Updated: November 17, 2020
Quick Links to What's on This Page
- Letters from the League President and CEO to Members Regarding the COVID-19 Crisis
- League Member Discussion Group
- Executive 1:1 Consultations
- Federal Assistance
- Legal Assistance
- ArtsReady Resources
- Fundraising and Marketing
- International Artists and Travel by Orchestras
- Streaming and Online Learning Events
- Gathering Again: Business Continuity and Infectious Disease Planning for Events
- Research and Reports
- CDC Coronavirus Planning Guides
Community by community, the impact of COVID-19 is variable and rapidly changing. The League of American Orchestras has been a leading voice as orchestras join advocates in the arts and nonprofit sectors nationwide seeking federal relief that will protect their substantial workforce and safeguard their essential service to communities in the wake of unprecedented closures and event cancellations. Forms of federal disaster relief that have traditionally been more limited are now expanded to offer opportunities for the nonprofit sector and workers in the gig economy, like many self-employed musicians, to find support amidst the COVID-19 crisis. The League provides the following resource page to help orchestras keep informed.
The League is offering members individualized technical assistance from qualified legal experts on COVID-19 relief at a steeply discounted rate. See our web page on this service.
ArtsReady is an online service by and for arts and culture nonprofits, and provides ongoing guidance in support of emergency preparation. The ArtsReady homepage features advice specific to the coronavirus, including consideration of how to review what is covered by insurance policies. It was recently updated to feature a number of free webinars that will be of interest to orchestras.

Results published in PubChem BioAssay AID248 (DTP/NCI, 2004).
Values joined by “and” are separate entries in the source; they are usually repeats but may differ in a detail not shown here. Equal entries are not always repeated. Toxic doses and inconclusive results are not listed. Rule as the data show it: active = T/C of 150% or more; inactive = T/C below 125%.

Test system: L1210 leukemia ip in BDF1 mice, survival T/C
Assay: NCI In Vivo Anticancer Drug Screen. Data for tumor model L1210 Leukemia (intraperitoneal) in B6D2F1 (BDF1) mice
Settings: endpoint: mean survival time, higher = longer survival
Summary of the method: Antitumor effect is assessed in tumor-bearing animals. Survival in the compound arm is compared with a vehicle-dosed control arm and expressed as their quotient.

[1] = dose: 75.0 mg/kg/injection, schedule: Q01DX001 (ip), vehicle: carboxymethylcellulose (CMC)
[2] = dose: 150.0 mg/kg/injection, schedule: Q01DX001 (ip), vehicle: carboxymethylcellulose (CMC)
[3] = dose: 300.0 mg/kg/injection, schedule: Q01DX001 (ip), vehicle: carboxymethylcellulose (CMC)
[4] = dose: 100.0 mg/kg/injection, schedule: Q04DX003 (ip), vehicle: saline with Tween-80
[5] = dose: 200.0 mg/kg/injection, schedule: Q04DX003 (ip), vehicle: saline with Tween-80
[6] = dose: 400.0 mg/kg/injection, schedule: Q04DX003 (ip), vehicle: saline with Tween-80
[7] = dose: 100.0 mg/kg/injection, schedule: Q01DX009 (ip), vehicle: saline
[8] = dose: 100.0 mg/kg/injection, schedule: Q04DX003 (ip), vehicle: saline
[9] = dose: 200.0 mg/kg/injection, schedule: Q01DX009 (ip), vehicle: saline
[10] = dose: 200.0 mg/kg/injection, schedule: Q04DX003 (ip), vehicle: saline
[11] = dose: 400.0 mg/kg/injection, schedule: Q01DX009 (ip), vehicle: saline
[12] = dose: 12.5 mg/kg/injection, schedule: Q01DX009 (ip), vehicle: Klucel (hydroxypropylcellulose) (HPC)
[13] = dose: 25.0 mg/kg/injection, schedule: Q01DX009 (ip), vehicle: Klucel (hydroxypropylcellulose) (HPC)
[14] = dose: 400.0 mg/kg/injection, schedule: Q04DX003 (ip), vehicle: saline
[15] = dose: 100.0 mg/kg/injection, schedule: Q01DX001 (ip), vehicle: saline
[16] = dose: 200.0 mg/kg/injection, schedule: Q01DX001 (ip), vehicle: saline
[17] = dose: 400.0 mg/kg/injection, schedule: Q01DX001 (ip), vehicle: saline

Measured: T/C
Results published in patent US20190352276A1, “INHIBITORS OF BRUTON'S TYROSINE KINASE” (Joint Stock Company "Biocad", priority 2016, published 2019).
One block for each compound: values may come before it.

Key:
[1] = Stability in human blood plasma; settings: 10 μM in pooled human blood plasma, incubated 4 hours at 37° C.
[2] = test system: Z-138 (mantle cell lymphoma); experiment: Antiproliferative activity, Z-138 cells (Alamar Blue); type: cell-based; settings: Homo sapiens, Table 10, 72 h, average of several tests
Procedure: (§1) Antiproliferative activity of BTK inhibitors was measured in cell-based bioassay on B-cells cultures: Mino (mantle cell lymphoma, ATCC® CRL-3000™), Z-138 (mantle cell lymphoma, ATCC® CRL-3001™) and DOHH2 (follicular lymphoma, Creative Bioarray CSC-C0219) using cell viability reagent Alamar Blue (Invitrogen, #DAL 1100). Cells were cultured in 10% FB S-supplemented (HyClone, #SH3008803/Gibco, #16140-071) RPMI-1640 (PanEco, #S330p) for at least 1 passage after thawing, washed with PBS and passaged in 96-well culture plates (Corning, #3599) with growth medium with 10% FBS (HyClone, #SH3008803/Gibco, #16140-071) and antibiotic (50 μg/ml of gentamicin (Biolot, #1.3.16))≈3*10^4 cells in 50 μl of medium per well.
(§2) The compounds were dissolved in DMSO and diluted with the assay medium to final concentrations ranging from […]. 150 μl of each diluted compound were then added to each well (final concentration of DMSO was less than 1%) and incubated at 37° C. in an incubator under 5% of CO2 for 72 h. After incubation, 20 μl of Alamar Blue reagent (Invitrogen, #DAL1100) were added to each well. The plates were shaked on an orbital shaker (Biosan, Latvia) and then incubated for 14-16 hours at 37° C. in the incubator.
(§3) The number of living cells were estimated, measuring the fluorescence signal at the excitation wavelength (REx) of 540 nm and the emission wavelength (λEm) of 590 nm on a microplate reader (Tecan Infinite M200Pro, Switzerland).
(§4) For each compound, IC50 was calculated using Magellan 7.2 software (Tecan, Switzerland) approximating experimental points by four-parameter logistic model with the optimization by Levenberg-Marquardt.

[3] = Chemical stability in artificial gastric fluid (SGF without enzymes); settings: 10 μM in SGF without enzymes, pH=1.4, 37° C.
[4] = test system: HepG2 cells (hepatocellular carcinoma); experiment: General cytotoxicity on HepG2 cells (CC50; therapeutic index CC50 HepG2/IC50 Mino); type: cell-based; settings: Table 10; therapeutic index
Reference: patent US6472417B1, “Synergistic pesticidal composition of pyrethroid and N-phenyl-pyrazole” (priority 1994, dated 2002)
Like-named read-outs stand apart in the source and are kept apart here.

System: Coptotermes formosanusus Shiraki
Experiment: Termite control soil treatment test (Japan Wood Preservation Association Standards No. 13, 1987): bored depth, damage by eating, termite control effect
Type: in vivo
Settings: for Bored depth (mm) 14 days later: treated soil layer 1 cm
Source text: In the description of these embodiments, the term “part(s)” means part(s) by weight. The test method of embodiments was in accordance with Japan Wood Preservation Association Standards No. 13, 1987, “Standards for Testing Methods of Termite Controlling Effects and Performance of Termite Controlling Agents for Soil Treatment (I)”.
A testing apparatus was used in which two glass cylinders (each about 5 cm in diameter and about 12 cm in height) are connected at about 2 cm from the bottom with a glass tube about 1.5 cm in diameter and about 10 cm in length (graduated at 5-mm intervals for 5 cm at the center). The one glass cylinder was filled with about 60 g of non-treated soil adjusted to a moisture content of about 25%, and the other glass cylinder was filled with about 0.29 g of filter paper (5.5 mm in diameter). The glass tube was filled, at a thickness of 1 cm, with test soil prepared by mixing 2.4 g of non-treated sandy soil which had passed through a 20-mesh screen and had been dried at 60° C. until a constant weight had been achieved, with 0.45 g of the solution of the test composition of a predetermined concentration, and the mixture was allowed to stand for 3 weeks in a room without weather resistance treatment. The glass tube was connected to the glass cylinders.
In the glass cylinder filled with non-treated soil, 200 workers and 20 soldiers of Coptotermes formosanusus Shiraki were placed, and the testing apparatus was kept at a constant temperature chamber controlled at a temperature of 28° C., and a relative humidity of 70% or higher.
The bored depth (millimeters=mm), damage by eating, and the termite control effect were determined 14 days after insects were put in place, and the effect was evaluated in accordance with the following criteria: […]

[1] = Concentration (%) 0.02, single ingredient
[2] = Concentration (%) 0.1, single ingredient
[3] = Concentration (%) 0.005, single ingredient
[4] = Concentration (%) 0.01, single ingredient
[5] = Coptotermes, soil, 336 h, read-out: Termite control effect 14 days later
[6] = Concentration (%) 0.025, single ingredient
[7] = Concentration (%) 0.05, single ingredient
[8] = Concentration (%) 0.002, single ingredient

BoardSource, a national nonprofit dedicated to helping other nonprofits strengthen board governance, has dedicated webpages on the board’s role in the COVID-19 crisis. They include:
Partnership in a Time of Pandemic: The CEO and the Board
Scenario Planning: Rapid Planning in a Time of Rapid Change
Engaging Your Board as You Navigate COVID-19
What board members should be doing right now
Q&A with BoardSource’s Ask-an-Expert Team
Responding to COVID-19: The role of the CEO and board chair (video)
Resources for nonprofit leaders
Share your story
At the bottom of this page, you’ll find a sign-up form for their free newsletter, which we highly recommend.
Many consultants are now publishing articles online and offering webinars. Check in with your favorite consultant. Some are offering free consultations. Here are a few we like, along with a link to the resources offered by the Chronicle of Philanthropy.
A curated collection
Covid-19 Nonprofit & Philanthropy Resources
Big Duck (communications and fundraising firm)
International Artists and Travel by Orchestras
The coronavirus is impacting international tours and engagements with international artists travelling to the U.S. As communicated by public health officials, it is important to separate facts from fear and guard against stigma. Following are resources regarding travel advisories and global cases of the coronavirus.
The League of American Orchestras has created Symphony Spot (symphonyspot.org), a one-stop hub of League member orchestra livestreams, videos, and digital learning events.